John Wooden

P.S. Please convey my feeling to John. He is a fine young man and an outstanding basketball player and I did him an injustice.

That heartfelt apology is typical of John Wooden's determination to do the right thing at all times. When he was coaching at UCLA, he sometimes lost his cool. He complained when a close call didn't go his way. But when he realized he'd made a mistake, he was quick to admit it. When an apology was necessary, he gave it.

2) Coach measures his words carefully.

If anyone is never at fault in what he says, he is a perfect man, able to keep the whole body in check.

—James 3:2

Coach remembers that one of the worst whippings he ever got was for swearing at his brother—who had just thrown a shovelful of horse manure in his face as the two of them worked in their father's barn. The brother was punished, too, but to this day, Coach still thinks he got the worst of it. Perhaps that's why no one I know has ever heard him say anything stronger than 'Goodness gracious sakes alive.' And he won't say that unless he's really upset.

Stan Jacobs, whom I quoted earlier, said, 'John Wooden never uttered a curse word in his life.' Jacobs says, 'John Wooden has the highest degree of character and value structure of anyone who has ever crossed my path.' Jacobs relates that he grew up in a 'tumultuous' family. 'The good family memories I have, frankly, were when I went to John Wooden's home,' he says. 'You know, I'm not a Christian, but I have Christian values—and I certainly got them there.'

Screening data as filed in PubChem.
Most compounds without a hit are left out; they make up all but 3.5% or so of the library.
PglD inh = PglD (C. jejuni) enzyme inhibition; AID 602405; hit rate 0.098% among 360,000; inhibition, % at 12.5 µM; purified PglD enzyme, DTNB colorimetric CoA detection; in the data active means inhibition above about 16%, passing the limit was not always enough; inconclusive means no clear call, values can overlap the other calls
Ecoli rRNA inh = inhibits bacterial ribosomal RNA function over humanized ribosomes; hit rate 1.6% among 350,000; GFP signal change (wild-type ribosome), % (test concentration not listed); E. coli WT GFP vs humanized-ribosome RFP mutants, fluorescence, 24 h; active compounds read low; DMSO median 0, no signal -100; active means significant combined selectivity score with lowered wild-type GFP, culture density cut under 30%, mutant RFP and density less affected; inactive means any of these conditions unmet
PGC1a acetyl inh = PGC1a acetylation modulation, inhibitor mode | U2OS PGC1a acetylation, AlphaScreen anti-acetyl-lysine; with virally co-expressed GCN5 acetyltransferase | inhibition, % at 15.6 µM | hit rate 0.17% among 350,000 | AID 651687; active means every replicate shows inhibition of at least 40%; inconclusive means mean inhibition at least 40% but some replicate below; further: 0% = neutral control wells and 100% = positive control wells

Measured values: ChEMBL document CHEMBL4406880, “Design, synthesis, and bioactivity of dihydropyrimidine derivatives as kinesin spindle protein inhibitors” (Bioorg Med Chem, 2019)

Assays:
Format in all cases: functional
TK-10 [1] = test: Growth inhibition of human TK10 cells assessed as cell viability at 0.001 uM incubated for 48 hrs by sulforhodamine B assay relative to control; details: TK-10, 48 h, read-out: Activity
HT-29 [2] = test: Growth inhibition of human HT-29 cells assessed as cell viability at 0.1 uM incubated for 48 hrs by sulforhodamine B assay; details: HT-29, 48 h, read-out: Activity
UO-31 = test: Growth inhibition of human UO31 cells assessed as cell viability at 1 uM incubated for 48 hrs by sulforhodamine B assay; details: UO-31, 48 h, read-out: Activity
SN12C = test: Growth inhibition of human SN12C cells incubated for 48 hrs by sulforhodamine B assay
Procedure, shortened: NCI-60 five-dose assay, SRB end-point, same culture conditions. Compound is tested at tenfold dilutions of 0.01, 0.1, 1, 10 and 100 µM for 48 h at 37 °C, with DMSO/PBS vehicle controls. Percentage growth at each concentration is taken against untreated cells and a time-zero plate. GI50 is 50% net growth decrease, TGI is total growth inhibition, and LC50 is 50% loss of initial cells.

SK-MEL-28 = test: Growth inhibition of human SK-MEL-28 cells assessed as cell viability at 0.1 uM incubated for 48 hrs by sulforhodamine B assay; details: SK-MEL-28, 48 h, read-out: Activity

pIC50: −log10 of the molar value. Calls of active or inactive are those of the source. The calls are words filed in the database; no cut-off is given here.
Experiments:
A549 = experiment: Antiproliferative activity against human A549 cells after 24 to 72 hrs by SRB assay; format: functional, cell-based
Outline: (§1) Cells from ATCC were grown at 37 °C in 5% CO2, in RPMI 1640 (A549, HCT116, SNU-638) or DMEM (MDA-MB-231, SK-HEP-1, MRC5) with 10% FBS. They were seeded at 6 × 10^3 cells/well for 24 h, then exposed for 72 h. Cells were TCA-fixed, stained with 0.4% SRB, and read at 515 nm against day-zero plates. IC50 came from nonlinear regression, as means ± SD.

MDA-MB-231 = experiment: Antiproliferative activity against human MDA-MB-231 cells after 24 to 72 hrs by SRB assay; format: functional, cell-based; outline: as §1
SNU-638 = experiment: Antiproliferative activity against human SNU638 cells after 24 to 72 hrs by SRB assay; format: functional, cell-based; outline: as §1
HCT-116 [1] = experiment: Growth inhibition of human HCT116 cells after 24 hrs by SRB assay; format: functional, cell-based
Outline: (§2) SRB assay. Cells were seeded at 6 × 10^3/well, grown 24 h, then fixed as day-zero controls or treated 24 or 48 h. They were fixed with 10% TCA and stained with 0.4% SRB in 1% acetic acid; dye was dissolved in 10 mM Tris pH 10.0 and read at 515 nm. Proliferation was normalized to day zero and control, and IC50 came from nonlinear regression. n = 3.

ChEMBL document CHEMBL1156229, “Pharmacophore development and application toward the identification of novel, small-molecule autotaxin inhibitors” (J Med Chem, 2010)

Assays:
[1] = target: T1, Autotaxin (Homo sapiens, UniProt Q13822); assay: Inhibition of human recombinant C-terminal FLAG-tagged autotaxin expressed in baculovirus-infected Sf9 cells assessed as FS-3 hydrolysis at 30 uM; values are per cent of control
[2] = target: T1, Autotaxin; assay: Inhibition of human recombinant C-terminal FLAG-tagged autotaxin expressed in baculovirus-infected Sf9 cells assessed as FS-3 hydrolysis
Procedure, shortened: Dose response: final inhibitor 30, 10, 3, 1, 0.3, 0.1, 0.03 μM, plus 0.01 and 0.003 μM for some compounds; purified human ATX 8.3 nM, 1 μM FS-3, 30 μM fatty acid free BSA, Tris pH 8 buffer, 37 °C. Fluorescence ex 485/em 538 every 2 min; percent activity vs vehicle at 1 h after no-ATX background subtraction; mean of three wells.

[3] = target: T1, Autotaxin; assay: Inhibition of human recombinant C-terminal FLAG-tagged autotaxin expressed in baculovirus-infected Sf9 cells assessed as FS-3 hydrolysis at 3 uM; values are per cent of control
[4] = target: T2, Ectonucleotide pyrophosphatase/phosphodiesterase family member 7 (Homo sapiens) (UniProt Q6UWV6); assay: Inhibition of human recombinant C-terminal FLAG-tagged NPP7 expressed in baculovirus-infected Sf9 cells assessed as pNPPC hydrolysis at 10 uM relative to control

Former University of Virginia coach Terry Holland recalls that during his days as a college player he attended summer basketball camps at Campbell College in North Carolina. 'I was most impressed with the consistency of his character,' Holland says. 'While the other coaches were drinking and playing cards, Coach would come out in his pajamas and just watch. Press Maravich would be cussing up a storm, and Coach would say, 'Now, Press, you shouldn't be talking like that.' He wasn't judgmental about it, but genuinely concerned. Coach was always the same and didn't alter his behavior based on who he was with or what he was doing.'